And, actually... I believe that the bacteria people added another roughly 30,000 taxonomic units to that total!!!

The weather had been super dry for months, otherwise Jason and I would have been able to add more land gastropods. And although the freshwater habitats were nice, there was no marine habitats to bump up the mollusk total. And it was very difficult having just two people driving around all over the place in one car to try to records all the mollusks in 24 hours, including the ones that other groups came up with. We really needed at least 4 people for mollusks, even if two of them had been beginners.

We only did as well as we did because Jason had scoped out a few good areas the day before. And a Connecticut Conservation lady found several extra river mussel species that added to our total.

Anotado por susanhewitt hace mas de 7 años

And yes, we were all so extremely busy that there was very little time to get iNat records up. And many of the scientists were very good but they were super busy and had no time or inclination to try to use iNaturalist.

Anotado por susanhewitt hace mas de 7 años

Adding to iNat after the fact would be totally understandable. Did everything have to be identified during the 24 hours? Or could specimens be worked on afterwards as long as a voucher was collected (photo or body) during the allotted time? I can't image they were able to key everything out in real time.

Bacteria is crazy. I bet we could find that many in the Tijuana River though. I just need to find the specialists to do it. I think making a run at the record could be possible here in San Diego in the right location with the right people involved.

Anotado por finatic hace mas de 7 años

Let us know! I'd take a train down to San Diego to see a few bacteria identified to species! (or their equivalent of species, anyhow).

Anotado por silversea_starsong hace mas de 7 años

BJ, the list you cited was something I transcribed while people were calling out numbers at the end of the event (which included an all-nighter for a lot of people), just so we'd have a count. There's no single list of names behind those numbers, to my knowledge, i.e. as far as the world at large is concerned, we don't know what was observed at the event (except for the stuff that made it to iNat), we only know how many "species," where "species" almost certainly meant different things to different people (some people probably counted things they were pretty sure were unique but couldn't ID, others probably included putative or provisional species, even people within teams may have been using different concepts).

Anyway, all this is to say that a bioblitz can be a swell thing, but keep in mind that goals like breaking so-called records are a bit vaporous, and that it's sort of impossible to collect the maximum amount of data and add all that to iNat. If you're going to focus on stats, my preference is generally to base the stats exclusively on what's on iNat, which unfortunately excludes a lot of things that are hard or impossible to photograph and makes it a lot harder to get something like a solid number the day of the event, but at least provides a reasonable point of comparison. Maybe an even better approach would be to do something like an eBird count, an iNat count, and a sequencing count if you have microbial folks in the mix like we did in CT, or maybe split it up by species as reported (i.e. what people said they saw but can't prove) species as documented (with specimen or media evidence), and species as sequenced (since the number will vary wildly based on your sequence assembly methodology and sampling and isn't really comparable to observational data).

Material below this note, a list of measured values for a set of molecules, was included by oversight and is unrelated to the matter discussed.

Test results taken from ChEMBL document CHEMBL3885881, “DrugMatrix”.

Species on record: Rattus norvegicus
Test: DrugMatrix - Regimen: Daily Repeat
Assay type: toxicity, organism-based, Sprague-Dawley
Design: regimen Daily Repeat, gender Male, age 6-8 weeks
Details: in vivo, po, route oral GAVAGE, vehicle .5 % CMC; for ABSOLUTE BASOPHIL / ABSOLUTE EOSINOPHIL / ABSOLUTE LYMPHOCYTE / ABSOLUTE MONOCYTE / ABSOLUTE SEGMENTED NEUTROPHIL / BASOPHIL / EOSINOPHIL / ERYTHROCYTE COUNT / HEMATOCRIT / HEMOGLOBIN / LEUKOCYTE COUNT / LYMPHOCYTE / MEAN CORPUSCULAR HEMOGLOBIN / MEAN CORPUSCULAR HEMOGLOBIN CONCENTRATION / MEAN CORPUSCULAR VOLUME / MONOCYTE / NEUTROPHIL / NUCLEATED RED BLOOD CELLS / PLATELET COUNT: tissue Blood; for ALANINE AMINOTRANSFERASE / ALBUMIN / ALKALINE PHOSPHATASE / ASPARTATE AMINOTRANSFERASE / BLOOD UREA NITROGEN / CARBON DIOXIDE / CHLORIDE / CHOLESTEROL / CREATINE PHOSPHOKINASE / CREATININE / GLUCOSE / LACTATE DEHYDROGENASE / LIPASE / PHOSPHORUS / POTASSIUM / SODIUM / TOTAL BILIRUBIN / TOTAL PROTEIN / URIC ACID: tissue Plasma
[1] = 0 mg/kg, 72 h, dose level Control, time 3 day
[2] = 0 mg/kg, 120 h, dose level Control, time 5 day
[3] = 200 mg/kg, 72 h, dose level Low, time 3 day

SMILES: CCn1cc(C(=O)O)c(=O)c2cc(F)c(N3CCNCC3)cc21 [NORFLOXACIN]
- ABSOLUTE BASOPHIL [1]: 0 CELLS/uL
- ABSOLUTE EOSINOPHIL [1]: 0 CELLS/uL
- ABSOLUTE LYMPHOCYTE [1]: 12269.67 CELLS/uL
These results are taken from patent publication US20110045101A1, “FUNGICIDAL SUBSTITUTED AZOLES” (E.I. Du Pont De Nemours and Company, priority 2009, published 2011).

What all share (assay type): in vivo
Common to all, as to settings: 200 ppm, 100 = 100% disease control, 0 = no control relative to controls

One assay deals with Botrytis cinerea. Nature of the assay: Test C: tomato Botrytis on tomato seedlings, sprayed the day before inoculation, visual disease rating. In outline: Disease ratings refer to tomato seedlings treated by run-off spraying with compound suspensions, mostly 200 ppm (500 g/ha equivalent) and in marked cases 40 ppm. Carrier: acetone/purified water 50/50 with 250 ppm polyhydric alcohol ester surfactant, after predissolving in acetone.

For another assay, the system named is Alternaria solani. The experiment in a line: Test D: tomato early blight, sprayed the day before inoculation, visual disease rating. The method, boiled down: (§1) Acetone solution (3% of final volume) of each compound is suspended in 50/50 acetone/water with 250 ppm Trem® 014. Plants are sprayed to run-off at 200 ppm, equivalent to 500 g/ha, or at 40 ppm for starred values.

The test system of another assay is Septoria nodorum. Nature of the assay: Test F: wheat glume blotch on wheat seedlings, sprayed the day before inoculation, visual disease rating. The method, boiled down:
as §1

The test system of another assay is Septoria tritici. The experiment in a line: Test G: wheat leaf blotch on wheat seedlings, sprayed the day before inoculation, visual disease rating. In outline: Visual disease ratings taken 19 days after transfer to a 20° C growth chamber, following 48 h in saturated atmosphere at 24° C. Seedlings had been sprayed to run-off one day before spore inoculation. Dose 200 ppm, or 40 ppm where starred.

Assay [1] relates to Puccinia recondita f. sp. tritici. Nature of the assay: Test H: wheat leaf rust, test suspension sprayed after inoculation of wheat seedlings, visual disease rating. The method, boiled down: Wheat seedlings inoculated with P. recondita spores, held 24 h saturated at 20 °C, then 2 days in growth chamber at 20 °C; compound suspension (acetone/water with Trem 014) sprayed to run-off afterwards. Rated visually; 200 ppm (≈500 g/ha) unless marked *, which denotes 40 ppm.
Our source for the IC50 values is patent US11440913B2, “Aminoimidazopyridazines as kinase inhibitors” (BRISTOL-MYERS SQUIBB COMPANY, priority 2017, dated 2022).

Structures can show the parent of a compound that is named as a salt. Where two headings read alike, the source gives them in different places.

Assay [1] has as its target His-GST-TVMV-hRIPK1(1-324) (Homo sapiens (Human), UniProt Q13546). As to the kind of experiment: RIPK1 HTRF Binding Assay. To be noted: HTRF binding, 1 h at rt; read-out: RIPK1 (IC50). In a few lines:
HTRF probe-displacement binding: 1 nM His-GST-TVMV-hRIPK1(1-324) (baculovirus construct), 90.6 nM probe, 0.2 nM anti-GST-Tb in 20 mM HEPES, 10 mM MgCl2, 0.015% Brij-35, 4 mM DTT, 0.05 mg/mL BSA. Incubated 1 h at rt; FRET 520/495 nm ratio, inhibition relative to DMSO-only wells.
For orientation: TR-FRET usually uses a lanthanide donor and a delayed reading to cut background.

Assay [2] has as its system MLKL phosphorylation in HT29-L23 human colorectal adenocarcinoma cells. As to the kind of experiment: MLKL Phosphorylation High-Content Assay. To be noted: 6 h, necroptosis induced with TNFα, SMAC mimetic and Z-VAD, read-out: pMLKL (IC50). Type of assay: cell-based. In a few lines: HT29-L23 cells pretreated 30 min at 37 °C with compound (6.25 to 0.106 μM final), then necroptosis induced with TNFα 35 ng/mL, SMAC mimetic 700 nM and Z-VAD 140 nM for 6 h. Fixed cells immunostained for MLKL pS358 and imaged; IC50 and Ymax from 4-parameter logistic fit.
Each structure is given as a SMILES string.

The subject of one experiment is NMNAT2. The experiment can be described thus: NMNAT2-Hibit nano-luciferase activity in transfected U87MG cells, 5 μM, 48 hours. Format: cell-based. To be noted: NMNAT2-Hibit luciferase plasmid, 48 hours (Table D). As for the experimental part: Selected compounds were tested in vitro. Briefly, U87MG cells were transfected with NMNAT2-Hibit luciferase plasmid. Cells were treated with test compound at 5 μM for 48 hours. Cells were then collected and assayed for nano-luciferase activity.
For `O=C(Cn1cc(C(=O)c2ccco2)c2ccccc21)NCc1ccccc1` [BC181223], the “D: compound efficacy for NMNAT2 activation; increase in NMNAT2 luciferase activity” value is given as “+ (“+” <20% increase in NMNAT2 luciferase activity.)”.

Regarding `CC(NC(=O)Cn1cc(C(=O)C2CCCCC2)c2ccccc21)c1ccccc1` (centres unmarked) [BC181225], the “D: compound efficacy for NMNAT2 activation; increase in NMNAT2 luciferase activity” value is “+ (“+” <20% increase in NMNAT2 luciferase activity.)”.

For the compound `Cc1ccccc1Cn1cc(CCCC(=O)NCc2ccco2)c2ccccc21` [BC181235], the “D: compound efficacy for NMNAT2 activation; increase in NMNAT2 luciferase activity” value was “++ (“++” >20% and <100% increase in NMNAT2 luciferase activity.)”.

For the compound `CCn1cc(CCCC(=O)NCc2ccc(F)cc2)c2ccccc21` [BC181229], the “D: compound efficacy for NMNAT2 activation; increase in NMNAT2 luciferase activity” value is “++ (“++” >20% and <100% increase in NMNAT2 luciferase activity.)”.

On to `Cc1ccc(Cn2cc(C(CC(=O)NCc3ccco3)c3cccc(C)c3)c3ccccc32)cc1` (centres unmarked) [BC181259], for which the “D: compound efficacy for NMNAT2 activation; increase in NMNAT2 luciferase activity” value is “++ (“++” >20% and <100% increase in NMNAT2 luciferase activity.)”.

I'd also like to point out that just in terms of iNat data, the CT bioblitz probably was a record-breaker, possibly the most speciose 24-hour effort and almost certainly the most species / person. Now I'm feeling like I need to run some stats to prove that...

Anotado por kueda hace mas de 7 años

Yes, at the end of the 24 hour period we were required to say how many species we found, even if we did not have a confident species ID on one or more of them, as long as we were quite certain it was another species.

Anotado por susanhewitt hace mas de 7 años

Very interesting information. And a very odd way of coming up with a total count. For a legitimate bioblitz I would think that there would need to be some documentation to "count" a species, be it a photo, sound recording, computer printout from a sample. Also, assigning an species level ID could be done at a later time as long as the specimen or media were acquired during the specified time frame. And entering it into iNaturalist at a later time would obviously be fine.

Anotado por finatic hace mas de 7 años

I've done a few BioBlitzs. Typically I am the only mollusk person. My goal has been to beat the herpers; sometimes they make it close :-)

The NHC@SDSU is doing another BioBlitz in the spring. I think @maierpa will be organizing it. I am not sure I will be around. I need to finish this dissertation and thus can't commit to extra-curricular activities right now. However, hopefully we get some rain this winter, for I want to collect some Pristiloma before I leave southern California.

Anotado por pileated hace mas de 7 años

Envy! What fun. :)

Anotado por sambiology hace mas de 7 años

Of course, you're invited too @sambiology

Anotado por finatic hace mas de 7 años